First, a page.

The song came out at the time neo-country, a dance-focused form of country music was growing in popularity. Also, the movie, Urban Cowboy, helped propel the music genre’s fame. Mandrell describes how authentic her relationship with country music is through the song. Her association with it has been part of a long practice and not merely of a cool stuff.
Lynn Anderson, “Rose Garden”
Lynn Anderson became one of the most popular and successful country music stars of the 1970s. Thanks to her regular appearances on national television as well as her crossover charm which contributed a lot to this victory. Dubbed as The Great Lady of Country Music, Anderson scored 12 No. 1 singles and won multiple awards from various organizations. The Academy of Country Music named her Top Female Vocalist twice while earning the title Female Vocalist of the Year from the Country Music Association. What else? She won a Grammy Award and gained a total of seven nominations. Anderson also reaped a People’s Choice Award and an American Music Award. Ranked No. 13 music artist of the 1970s, the singer became the highest ranking country artist who’s not yet included in the Country Music Hall of Fame and Museum.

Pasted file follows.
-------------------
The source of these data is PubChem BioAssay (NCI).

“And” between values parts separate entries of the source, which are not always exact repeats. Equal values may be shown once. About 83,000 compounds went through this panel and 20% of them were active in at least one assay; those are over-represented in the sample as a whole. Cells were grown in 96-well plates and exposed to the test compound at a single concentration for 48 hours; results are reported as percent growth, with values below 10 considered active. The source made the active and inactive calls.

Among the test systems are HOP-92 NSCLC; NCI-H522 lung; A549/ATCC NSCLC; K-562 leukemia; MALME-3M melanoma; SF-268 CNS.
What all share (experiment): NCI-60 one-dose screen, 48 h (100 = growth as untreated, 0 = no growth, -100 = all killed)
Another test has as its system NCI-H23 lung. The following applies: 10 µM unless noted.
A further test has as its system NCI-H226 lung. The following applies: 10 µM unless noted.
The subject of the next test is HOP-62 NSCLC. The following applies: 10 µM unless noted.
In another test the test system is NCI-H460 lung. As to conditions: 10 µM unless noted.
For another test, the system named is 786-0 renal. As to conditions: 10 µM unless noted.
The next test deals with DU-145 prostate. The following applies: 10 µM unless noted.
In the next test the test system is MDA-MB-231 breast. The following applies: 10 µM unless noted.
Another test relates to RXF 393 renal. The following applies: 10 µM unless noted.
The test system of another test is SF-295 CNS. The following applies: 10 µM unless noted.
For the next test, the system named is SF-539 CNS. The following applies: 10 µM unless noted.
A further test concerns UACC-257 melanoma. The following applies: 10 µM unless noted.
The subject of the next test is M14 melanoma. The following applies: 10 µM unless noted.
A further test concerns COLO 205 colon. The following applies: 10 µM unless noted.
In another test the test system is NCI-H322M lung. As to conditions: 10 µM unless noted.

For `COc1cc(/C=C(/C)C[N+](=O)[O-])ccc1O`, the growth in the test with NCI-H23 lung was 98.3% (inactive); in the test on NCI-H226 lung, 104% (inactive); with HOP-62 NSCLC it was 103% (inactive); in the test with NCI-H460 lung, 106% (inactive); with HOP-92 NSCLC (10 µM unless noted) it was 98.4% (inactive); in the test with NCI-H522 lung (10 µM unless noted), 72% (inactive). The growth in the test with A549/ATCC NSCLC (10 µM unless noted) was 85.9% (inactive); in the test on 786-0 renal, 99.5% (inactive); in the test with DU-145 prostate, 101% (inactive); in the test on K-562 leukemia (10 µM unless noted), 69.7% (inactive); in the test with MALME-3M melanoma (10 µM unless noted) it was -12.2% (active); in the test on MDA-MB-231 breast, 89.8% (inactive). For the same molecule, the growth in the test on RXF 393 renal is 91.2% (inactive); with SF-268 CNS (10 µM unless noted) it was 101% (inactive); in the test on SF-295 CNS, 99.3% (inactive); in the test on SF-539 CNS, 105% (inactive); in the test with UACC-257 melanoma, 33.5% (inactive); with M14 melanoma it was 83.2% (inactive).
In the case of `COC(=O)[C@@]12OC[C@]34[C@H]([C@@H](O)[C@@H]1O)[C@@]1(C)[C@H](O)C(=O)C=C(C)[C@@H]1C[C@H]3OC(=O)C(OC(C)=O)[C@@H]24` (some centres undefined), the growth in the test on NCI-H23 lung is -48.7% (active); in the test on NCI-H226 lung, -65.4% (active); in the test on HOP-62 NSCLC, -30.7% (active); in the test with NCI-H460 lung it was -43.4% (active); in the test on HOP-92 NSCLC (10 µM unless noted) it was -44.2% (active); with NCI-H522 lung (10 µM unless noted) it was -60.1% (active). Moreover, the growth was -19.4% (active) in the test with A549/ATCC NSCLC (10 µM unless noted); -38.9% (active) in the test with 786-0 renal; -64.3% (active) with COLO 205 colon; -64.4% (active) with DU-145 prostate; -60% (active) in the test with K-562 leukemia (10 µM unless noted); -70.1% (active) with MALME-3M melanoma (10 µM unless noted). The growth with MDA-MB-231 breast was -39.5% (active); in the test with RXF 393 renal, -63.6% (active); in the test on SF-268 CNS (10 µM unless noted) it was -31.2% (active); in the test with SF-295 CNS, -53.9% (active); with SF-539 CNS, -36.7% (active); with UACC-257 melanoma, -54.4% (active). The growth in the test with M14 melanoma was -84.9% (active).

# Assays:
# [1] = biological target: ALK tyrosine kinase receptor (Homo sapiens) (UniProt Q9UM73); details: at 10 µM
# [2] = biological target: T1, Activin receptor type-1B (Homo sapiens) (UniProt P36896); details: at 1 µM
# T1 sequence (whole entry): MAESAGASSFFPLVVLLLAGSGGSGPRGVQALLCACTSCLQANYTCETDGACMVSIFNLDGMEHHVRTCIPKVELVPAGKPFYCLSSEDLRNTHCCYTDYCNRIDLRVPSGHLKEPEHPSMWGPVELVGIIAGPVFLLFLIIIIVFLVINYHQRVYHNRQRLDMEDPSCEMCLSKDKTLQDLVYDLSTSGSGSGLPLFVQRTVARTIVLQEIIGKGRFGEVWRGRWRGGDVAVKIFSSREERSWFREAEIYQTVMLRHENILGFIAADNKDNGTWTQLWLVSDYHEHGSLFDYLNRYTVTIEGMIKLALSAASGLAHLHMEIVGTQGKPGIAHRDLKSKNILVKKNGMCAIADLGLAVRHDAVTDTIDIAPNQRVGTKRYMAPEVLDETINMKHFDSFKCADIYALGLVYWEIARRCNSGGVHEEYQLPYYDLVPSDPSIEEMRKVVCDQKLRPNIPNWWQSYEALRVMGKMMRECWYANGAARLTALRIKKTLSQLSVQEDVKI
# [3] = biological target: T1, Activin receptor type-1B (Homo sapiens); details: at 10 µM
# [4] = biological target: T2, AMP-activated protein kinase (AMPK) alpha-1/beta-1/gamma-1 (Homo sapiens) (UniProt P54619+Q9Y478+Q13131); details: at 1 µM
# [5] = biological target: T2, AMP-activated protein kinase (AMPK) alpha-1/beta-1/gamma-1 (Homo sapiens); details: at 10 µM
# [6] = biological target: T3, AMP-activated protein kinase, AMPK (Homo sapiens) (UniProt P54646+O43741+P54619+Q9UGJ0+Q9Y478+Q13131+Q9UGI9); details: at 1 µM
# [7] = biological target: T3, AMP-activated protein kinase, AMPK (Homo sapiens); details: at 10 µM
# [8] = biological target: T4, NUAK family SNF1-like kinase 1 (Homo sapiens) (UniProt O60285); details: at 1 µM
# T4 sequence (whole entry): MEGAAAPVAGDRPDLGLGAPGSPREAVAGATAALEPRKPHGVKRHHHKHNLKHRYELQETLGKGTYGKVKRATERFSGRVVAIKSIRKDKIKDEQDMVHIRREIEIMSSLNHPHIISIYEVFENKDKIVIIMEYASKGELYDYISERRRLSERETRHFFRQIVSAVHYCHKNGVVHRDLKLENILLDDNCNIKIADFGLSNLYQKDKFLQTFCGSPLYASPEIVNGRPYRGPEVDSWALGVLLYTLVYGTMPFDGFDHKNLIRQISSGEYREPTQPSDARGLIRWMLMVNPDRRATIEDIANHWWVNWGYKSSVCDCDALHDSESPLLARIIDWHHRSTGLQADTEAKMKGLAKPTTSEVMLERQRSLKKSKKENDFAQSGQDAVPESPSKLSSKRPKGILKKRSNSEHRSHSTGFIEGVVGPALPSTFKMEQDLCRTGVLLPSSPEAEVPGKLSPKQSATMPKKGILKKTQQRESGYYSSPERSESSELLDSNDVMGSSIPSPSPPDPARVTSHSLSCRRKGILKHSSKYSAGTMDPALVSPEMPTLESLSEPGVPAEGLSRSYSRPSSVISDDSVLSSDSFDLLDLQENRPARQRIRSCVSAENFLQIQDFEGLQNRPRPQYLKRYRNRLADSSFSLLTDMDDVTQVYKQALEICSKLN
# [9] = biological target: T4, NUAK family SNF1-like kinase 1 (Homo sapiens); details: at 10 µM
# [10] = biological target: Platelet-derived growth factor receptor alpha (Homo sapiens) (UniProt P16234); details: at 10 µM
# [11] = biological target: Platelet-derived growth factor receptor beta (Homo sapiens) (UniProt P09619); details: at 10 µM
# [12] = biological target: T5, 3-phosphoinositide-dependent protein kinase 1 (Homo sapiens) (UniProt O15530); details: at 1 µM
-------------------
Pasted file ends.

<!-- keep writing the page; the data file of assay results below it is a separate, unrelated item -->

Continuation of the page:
Anderson’s signature song was “(I Never Promised You A) Rose Garden” or simply “Rose Garden.” Penned by Joe Smith in 1969, the song remains one of the most successful country crossover hits of all time. Apart from topping the Billboard Hot Country Songs chart in 1970, the single also charted in different countries. Hence, becoming a major pop hit internationally. The singer believes that “Rose Garden” came out just at the right time.
“People were trying to recover from the Vietnam years. The message in the song—that if you just take hold of life and go ahead, you can make something out of nothing—people just took to that.”
Kitty Wells, “It Wasn’t God Who Made Honky Tonk Angels“